The central premise is 'what if Sherlock Holmes was an eleven year old girl?,' but in truth Sherlock and Friday don't have much in common apart from a lack of social skills and a gift for solving mysteries (on the other hand, what more do you need?) Here I must confess that a few years ago, I was toying with the idea of a pair of eleven year old girls as Sherlock and Watson -- it must have been when I first came across BBC Sherlock. My sleuths were called Charlotte and Joss... and that's about as far as I got before I realised that while Sherlock and his imitators have a gift for solving mysteries, I sadly lack the gift for creating them. But RA Spratt has succeeded splendidly where I failed to even cross the starting-line.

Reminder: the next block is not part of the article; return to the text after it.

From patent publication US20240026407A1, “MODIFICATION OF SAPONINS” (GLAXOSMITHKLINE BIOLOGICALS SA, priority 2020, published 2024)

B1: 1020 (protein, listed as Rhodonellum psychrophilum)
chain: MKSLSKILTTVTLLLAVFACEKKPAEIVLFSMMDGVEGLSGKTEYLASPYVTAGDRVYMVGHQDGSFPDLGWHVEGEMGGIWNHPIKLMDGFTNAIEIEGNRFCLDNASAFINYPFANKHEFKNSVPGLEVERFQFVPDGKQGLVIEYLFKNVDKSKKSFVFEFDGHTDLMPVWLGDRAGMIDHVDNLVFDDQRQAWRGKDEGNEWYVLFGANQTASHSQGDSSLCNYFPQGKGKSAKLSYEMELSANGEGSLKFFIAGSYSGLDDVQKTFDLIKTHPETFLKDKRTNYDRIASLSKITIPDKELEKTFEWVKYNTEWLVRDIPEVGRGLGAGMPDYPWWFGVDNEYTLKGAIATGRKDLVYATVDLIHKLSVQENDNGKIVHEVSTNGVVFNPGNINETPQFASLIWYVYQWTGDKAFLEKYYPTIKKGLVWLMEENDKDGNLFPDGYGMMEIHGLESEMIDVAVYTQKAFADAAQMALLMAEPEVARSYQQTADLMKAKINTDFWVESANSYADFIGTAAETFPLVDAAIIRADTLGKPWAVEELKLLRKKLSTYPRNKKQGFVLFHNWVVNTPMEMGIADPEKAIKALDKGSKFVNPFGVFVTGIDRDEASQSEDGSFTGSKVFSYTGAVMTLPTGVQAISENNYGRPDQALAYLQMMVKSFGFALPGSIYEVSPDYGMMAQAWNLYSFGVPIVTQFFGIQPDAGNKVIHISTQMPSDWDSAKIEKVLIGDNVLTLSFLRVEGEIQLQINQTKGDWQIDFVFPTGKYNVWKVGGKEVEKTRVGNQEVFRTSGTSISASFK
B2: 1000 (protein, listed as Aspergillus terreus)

At first I found Friday's world oddly hard to place -- was she living in America, the UK? The cultural markers were weirdly elusive, deliberately so, I suspect, as the series has sold into the US. It was a relief to discover that RA Spratt actually lives in Bowral. But it was slightly weird to read a world (mostly boarding school) which is sort of Australian, but not really -- a kind of fairly white bread, Australian-ish alternative universe. (To take a trivial example, TimTams are clearly described, but not named as such -- because poor USians don't have them over there.)
But overall, Friday Barnes is a lot of fun to read, and, I suspect, lots of fun to write, too.